Indiana lawmakers are considering a state law that would regulate the use of seclusion and restraint in all public schools. Currently, the Indiana Department of Education suggests that schools have their own policies on the use of seclusion and restraint, our colleagues at StateImpact Indiana report:
But ARC of Indiana Associate Director Kim Dodson says the IDOE’s guidance doesn’t go far enough. “What we have is some schools with very good, thoughtful policies, we have some schools with not so good policies, and then we still have a lot of schools with no policies at all,” Dodson told the Senate Education Committee Wednesday.
Seclusion rooms are enclosed spaces that are supposed to be used to calm or restrain children who become violent. But an investigation by StateImpact Ohio and the Columbus Dispatch last year found they are often used to punish students who misbehave.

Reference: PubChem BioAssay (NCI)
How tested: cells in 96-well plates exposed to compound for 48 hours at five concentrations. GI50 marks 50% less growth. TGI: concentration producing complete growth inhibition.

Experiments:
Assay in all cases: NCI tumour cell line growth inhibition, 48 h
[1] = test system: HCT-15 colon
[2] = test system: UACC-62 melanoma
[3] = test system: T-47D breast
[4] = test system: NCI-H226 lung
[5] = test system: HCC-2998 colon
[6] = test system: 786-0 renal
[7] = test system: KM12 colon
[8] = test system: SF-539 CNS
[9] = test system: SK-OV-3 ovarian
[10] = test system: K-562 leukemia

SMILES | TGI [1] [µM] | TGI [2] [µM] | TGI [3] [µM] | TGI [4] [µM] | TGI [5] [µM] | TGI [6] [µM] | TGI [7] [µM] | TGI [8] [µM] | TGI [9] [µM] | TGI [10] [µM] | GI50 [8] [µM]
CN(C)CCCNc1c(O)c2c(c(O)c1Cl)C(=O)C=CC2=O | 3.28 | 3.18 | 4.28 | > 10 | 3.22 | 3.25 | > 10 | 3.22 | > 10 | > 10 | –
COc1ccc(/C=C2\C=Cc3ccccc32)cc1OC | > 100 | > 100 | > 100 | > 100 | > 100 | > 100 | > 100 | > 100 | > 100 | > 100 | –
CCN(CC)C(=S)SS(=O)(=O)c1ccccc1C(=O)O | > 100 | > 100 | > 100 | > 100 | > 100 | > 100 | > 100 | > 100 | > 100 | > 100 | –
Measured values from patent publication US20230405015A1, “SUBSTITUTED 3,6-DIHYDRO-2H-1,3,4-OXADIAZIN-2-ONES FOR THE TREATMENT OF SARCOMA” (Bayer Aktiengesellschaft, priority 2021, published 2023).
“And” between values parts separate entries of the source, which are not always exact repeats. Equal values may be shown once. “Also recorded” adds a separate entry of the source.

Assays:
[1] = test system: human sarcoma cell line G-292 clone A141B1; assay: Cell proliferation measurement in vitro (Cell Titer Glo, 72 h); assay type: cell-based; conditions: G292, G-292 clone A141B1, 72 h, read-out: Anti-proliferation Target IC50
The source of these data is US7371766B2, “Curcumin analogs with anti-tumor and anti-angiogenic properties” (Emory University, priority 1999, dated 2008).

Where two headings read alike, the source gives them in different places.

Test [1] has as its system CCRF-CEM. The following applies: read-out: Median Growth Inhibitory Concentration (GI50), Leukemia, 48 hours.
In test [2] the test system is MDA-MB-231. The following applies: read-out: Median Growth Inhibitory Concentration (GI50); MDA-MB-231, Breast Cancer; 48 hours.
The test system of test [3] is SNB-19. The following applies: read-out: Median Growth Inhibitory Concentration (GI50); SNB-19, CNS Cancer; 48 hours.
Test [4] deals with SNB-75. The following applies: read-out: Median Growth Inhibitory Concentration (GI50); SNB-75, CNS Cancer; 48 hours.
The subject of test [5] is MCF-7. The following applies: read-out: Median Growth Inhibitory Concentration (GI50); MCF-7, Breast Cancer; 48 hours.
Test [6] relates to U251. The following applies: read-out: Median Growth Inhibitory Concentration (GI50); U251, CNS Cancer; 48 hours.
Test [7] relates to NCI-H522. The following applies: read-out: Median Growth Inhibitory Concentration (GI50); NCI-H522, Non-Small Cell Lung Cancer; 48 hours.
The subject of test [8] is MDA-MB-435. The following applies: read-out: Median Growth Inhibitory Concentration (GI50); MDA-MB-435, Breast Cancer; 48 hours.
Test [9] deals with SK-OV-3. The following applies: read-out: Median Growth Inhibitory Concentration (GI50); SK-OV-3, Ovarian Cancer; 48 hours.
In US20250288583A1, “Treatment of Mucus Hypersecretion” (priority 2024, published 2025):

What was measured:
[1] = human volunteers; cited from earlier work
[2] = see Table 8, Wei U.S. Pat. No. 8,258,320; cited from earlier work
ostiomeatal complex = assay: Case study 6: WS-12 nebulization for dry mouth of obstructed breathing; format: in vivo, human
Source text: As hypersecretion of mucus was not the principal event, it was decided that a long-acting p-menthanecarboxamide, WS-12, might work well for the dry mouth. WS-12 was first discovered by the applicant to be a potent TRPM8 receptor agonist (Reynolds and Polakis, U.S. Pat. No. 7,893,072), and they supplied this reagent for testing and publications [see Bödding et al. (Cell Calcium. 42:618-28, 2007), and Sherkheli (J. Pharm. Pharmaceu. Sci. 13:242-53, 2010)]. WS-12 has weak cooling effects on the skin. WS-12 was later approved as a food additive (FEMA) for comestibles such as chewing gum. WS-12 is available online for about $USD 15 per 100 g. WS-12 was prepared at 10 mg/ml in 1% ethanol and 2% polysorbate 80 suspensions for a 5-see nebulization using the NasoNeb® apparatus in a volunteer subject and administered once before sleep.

Ohio does not currently regulate the use of seclusion rooms in schools.
A policy approved last month by the state Board of Education will change that. That new policy goes into effect starting next school year.
The Ohio policy says schools should notify parents if their children are secluded or restrained, and schools should note the event in a child’s file. It also allows the Department of Education to review schools’ records about the use of seclusion and restraint.
But unlike the proposed Indiana law, Ohio’s new policy only applies to traditional public schools and programs operated by educational service centers–not charter schools.